We finished the season where you witness this moment of psychosis with my character as he’s kind of losing his mind. He’s confronting two sides that are part of him where he wants to be a good guy, but it’s just not working for him on any level. He wants to be liked at work. He loves his work but he keeps getting into trouble. He’s obsessed with this girl, arguably in love, and she doesn’t get it. So, at a certain point you have to ask what is wrong with me? All these good intentions are not working. He has to start asking himself that. It manifests itself in sort of a schizophrenic dialogue.
Well, he has already killed someone and disposed of the body.
(laughs) Yes, he has killed someone. It was very Jinx. It was funny, the night before I’m supposed to film the finale [of Gotham], the finale of The Jinx airs, which is the moment where [Robert Durst] is in the bathroom talking to himself. And I’m to be alone in the records room talking to myself, I have killed someone, I have dismembered them, and I’ve gotten rid of their body. I have confessed to someone and now I’m confessing stuff and talking to myself alone in a room! This is fantastic. I am Robert Durst. I’m a geeky—geekier Robert Durst!
You’ve done a lot of theater. I know TV and theater are two completely different beasts.
Do you miss doing theater?
Absolutely, I miss doing theater. I had workshopped and helped develop this musical for a year and a half that’s playing right now, that I couldn’t do because of my film schedule.
What’s it called?
Prelude. It’s about Rachmaninoff in his twenties. The writer and director are brilliant. I was pretty crushed that I couldn’t follow through and do the production. But that is the reality. So, yeah I miss theater. Maybe it’s because I did it first, but the experience of performing live and having someone there: that exchange of energy is really invigorating. I think I prefer that experience of storytelling. As a consumer when you’re going to see a film, it’s the first time you’re seeing it and it’s exciting, electrifying. But for the people who made it, you don’t get this same experience. It’s this really weird vacuum. [you feel] disconnected from the consumer, the person for whom you’re making it.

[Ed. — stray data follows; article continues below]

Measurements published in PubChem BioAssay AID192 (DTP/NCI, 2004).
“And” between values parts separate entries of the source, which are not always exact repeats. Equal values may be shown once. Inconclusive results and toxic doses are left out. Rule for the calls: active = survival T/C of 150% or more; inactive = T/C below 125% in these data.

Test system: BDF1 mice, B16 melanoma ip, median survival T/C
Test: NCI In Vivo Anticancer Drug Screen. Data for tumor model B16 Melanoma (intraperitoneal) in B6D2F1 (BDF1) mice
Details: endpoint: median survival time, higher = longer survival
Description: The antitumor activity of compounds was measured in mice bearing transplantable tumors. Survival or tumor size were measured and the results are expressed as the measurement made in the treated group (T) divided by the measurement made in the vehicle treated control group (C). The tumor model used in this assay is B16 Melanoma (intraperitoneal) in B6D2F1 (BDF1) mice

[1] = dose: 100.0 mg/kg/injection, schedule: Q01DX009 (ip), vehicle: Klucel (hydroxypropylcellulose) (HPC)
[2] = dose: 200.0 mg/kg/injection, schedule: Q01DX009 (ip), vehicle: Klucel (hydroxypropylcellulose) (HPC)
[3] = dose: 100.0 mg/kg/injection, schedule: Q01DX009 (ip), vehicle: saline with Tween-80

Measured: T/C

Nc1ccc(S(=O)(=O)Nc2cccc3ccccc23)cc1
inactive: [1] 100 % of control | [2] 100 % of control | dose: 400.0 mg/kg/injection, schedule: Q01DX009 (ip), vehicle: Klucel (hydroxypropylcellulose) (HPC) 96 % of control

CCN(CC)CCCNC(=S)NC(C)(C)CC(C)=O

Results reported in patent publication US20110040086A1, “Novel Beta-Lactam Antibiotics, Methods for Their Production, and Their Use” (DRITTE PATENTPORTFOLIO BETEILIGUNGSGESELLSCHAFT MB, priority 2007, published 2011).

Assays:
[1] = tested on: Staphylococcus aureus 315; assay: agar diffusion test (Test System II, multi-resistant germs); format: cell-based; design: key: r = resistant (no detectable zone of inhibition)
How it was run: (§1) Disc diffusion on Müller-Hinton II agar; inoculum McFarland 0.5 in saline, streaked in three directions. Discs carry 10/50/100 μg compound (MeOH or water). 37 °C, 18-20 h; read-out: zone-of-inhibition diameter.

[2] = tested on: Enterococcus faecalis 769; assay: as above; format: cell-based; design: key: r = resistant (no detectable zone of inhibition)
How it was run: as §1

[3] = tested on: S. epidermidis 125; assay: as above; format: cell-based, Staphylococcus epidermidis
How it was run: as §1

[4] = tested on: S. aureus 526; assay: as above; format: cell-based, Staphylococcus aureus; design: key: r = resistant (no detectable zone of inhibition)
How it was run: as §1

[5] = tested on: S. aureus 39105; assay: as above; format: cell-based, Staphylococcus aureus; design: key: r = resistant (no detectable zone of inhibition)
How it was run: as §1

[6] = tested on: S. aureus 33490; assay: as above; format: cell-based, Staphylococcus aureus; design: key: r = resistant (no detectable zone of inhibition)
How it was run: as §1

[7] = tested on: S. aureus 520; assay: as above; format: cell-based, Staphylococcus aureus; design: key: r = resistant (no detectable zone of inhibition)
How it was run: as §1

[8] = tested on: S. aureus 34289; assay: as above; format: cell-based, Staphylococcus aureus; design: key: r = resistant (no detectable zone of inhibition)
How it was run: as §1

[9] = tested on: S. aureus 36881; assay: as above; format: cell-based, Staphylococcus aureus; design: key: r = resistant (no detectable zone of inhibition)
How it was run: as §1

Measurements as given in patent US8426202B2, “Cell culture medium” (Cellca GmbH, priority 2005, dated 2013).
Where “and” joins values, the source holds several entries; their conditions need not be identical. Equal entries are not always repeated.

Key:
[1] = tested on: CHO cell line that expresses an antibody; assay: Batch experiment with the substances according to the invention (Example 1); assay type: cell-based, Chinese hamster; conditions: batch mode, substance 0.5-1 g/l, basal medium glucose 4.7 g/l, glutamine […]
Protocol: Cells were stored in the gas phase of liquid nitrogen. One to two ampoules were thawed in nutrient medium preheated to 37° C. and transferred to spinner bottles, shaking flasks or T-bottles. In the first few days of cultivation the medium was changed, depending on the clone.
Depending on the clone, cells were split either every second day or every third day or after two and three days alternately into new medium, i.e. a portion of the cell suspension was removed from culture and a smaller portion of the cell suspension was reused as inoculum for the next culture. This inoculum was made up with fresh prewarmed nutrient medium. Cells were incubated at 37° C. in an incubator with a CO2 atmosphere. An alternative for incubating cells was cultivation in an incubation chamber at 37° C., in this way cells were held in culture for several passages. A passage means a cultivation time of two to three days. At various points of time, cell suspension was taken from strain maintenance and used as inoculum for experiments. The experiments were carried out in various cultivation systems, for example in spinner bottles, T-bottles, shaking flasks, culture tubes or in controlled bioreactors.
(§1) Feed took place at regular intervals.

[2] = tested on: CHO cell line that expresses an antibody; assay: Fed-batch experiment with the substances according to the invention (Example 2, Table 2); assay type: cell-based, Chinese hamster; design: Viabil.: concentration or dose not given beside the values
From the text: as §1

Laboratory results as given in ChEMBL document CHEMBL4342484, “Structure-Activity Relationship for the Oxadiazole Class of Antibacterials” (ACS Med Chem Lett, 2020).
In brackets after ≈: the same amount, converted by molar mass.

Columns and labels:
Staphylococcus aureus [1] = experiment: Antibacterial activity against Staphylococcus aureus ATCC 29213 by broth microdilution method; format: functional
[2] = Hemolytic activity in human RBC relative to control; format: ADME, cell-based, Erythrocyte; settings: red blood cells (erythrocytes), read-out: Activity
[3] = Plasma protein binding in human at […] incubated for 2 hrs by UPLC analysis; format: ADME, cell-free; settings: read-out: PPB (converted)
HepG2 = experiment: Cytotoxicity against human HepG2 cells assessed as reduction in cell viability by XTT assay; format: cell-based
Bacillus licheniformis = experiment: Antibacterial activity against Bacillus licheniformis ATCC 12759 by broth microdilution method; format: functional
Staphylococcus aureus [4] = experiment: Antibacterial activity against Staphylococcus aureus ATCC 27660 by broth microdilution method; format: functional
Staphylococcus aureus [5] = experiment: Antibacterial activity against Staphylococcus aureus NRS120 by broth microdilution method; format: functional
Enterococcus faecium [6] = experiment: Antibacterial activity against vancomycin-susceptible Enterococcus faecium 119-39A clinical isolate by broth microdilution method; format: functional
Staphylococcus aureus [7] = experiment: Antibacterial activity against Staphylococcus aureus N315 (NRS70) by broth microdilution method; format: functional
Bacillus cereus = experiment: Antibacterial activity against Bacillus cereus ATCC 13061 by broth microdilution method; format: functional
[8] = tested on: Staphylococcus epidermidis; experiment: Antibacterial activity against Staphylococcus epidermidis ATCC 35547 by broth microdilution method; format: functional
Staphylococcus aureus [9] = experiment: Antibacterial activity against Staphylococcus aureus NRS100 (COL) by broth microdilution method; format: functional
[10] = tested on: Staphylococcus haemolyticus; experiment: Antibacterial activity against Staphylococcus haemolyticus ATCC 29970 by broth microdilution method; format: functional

Sure, you film it: then it’s gone, done and you move on.
Yeah. Especially after Olive Kitteridge, because it was such a painful role and difficult to do. When you do that in theater, you have an audience there kind of supporting you. You know why you’re doing it. The torture is purposeful. Sometimes you take on a role, you’re like “Oh, wow my job is being a masochist.” But you feel like you’re doing it for a reason. I don’t necessarily feel that on TV.
Are you having a bit more fun shooting season two, acting-wise?
Totally more fun! My role in the police department and in the show is completely different. In season one, I felt like I had a ten thousand piece puzzle and all I could do was fill in the border. It was tedious and kind of exhausting, but necessary. We laid the foundation for this genuine guy as he was silly and adolescent.
You’re doing your scales.
Yeah. I’ve learned that I’m impatient. It’s a gift to be able to tell this story on television. Accepting that it actually takes time, you just want to get to the exciting stuff.
Did you walk away from Olive Kitteridge feeling like you grew? Were you different after you finished?
Yes, when I finished that project, I felt like I had become a better actor. I was very proud of that work. It was just difficult. I filmed all of it in three weeks. Not being in New York, being in a weird hotel room in the north shore of Massachusetts and not knowing anyone else in the production, and playing someone who is suicidal.
Was it is intimidating working with Frances McDormand?